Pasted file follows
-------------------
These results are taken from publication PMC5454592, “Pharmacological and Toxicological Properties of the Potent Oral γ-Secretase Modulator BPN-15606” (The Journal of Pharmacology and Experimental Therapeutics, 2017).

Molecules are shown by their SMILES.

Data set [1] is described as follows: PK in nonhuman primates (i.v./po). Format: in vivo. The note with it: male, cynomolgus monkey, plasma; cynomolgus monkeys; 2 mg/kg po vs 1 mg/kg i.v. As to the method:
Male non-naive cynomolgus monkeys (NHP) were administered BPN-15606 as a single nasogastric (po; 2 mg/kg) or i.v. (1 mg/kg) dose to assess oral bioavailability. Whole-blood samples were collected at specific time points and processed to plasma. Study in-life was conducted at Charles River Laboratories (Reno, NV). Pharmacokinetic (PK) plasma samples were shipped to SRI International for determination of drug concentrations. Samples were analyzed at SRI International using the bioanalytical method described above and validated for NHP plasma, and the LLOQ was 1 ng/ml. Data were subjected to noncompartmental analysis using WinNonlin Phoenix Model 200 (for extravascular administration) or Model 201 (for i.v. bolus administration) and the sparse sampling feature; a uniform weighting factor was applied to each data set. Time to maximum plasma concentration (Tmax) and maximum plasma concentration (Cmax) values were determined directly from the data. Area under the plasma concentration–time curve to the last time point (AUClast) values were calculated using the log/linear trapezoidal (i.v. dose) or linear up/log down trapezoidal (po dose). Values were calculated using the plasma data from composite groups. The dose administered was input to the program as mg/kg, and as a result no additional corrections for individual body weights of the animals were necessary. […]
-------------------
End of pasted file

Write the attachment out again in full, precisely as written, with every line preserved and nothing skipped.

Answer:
These results are taken from publication PMC5454592, “Pharmacological and Toxicological Properties of the Potent Oral γ-Secretase Modulator BPN-15606” (The Journal of Pharmacology and Experimental Therapeutics, 2017).

Molecules are shown by their SMILES.

Data set [1] is described as follows: PK in nonhuman primates (i.v./po). Format: in vivo. The note with it: male, cynomolgus monkey, plasma; cynomolgus monkeys; 2 mg/kg po vs 1 mg/kg i.v. As to the method:
Male non-naive cynomolgus monkeys (NHP) were administered BPN-15606 as a single nasogastric (po; 2 mg/kg) or i.v. (1 mg/kg) dose to assess oral bioavailability. Whole-blood samples were collected at specific time points and processed to plasma. Study in-life was conducted at Charles River Laboratories (Reno, NV). Pharmacokinetic (PK) plasma samples were shipped to SRI International for determination of drug concentrations. Samples were analyzed at SRI International using the bioanalytical method described above and validated for NHP plasma, and the LLOQ was 1 ng/ml. Data were subjected to noncompartmental analysis using WinNonlin Phoenix Model 200 (for extravascular administration) or Model 201 (for i.v. bolus administration) and the sparse sampling feature; a uniform weighting factor was applied to each data set. Time to maximum plasma concentration (Tmax) and maximum plasma concentration (Cmax) values were determined directly from the data. Area under the plasma concentration–time curve to the last time point (AUClast) values were calculated using the log/linear trapezoidal (i.v. dose) or linear up/log down trapezoidal (po dose). Values were calculated using the plasma data from composite groups. The dose administered was input to the program as mg/kg, and as a result no additional corrections for individual body weights of the animals were necessary. […]